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The giants of the internet economy are typically cast as the leading fetish objects for growth investors. But compared to the TAMP stocks, FANG looks a bit dull.
What's TAMP, you ask? That would be Thermo Fisher Scientific, Agilent, Mettler-Toledo and PerkinElmer, just a few of the seldom-discussed names that have powered the obscure S&P 500's life sciences tools & services subsector to a 41 percent year-to-date gain.
By comparison, FANG – Facebook, Amazon, Netflix and Google parent Alphabet – are up less than 36 percent this year on an equal-weighted basis.
The life sciences tools group — which also includes Illumina, Waters and Quintiles IMS — totals more than $170 billion in market value (about equal to the size of Intel). The companies fall within the health-care sector, but they neither discover cures nor deliver care. They provide lab equipment, testing supplies, analytical devices and services to the pharmaceutical and biotech industries, as well as some chemical and industrial customers.
Part of their appeal to investors in an aging and slow-growing world: They profit from the volume of new-drug investigations and lab tests, favorable demographics and the total amount of health care delivered globally but they don't have direct regulatory risk from drug-price controls or an Obamacare repeal.
It helps, too, that the companies generally are steady long-term performers that have done many bolt-on acquisitions in their chosen product areas and tend to convert mid-single-digit sales growth into low-double-digit per-share earnings expansion.
A strong and sustained rally in a cluster of stocks will always have a tidy fundamental story behind it, and here's the case for the lab-products names, according to analyst Paul Knight at Janney Montgomery Scott:
"Even with a sector showing strong performance in 2017, the fundamental backdrop for life science tools is becoming a 'Goldilocks' situation. Asia is the largest tools market and growth is in double digits, industrial demand is increasing with robust PMI indicators at seven-year highs, and currency tailwinds are developing."
S&P 500/Life Sciences Tools & Services versus S&P 500 (YTD)
More drug investigations and approved treatments, of increasing complexity, are expected. The booming field of immunotherapy development is a growth engine in itself, requiring complex material-handling and storage processes.
It all nets out to a dream growth-investor arrangement: Long-lived demographic forces, resistance to the economic cycle, stable business-to-business supply relationships, global distribution, and a "razors and blades" recurring-sales model.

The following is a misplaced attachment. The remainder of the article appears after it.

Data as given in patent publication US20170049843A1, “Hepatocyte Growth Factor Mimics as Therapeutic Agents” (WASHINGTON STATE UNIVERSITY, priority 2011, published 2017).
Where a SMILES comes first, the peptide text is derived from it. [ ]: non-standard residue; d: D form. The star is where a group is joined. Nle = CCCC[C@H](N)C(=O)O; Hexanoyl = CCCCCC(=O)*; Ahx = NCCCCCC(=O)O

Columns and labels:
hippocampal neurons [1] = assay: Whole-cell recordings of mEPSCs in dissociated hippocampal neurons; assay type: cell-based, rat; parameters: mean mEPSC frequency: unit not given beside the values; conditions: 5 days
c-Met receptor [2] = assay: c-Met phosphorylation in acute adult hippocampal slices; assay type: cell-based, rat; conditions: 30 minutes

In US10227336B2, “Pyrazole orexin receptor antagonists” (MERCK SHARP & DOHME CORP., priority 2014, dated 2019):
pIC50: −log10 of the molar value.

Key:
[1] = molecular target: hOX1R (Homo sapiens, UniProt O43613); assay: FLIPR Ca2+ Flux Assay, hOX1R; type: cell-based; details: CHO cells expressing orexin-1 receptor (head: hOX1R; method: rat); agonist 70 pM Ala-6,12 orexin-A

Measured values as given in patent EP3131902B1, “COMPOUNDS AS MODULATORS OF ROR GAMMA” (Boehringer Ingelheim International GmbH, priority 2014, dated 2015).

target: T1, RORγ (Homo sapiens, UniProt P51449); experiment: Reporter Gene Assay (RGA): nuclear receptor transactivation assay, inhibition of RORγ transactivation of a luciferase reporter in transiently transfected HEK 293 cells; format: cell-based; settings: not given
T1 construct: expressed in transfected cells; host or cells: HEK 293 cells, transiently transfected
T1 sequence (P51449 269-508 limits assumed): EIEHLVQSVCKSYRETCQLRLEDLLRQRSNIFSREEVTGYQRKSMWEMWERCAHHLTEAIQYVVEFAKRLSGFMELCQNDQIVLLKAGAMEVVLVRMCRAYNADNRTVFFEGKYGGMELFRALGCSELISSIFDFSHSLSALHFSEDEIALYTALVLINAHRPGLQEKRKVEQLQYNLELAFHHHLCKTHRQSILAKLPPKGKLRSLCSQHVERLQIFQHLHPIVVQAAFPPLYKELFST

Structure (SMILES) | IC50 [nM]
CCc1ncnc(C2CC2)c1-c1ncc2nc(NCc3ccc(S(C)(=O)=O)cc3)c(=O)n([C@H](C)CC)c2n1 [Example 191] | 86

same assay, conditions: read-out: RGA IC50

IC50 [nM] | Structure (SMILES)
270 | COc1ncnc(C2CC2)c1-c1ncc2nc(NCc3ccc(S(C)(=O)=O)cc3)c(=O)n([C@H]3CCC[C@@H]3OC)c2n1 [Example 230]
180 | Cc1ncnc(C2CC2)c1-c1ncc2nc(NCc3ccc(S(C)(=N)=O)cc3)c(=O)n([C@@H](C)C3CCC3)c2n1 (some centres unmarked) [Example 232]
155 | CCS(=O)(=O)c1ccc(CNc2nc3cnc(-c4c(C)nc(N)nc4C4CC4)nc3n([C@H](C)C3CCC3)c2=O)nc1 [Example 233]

The fact that these attributes have propelled such gaudy share-price gains, though, makes it worth asking whether professional investors are crowding into these names to hide from policy or macro threats that might, at some point, fade away.
In the current phase of the bull market, "reliable growth companies" that play a middleman role in de facto oligopolies have hogged a lot of the oxygen, at the expense of more cyclical plays, and especially consumer-facing companies whose moats are seen to be drying up.
Retail, media, branded-clothing and packaged-food stocks are suffering, as investors implicitly shun businesses that require consumers to make an active, conscious decision to spend on a product. Internet platforms, payment processors, aerospace, semiconductors and, yes, health-care tools companies have been enriched at their expense.
The result, for the life-sciences supply names, is valuations at the very high end of the stocks' own historical range. The TAMP stocks and their peers are now fetching between 20 and 40 times projected earnings for the coming year, compared to around 18 for the broader market. And, remember, these are companies generally growing not much faster than nominal world GDP, with admittedly attractive profit margins.
Technical analysts tend to love the group, identifying what look like sturdy long-term uptrends, even if some appear a bit stretched in the short term (note that the sector shed 1 percent on Tuesday in a largely flat market).
The risk to investors at these prices for the likes of Mettler-Toledo, PerkinElmer or Illumina is not that the companies stumble or laboratory volumes roll over. The stocks, instead, could be exposed to a change in investor preferences and outlook on the world.
If the bull market sputters, of course, it would not be kind to once-sleepy growth stocks at premium multiples. And if, instead, confidence grows in the economic-growth outlook and central banks do allow interest rates to rise, fewer investors might feel the need to hide in this corner of the health-care sector.
The question is not whether these are good businesses. They are. The riddle is always what assumptions motivated the last buyer of the stock of a fine business, and what price might be too high to pay for one.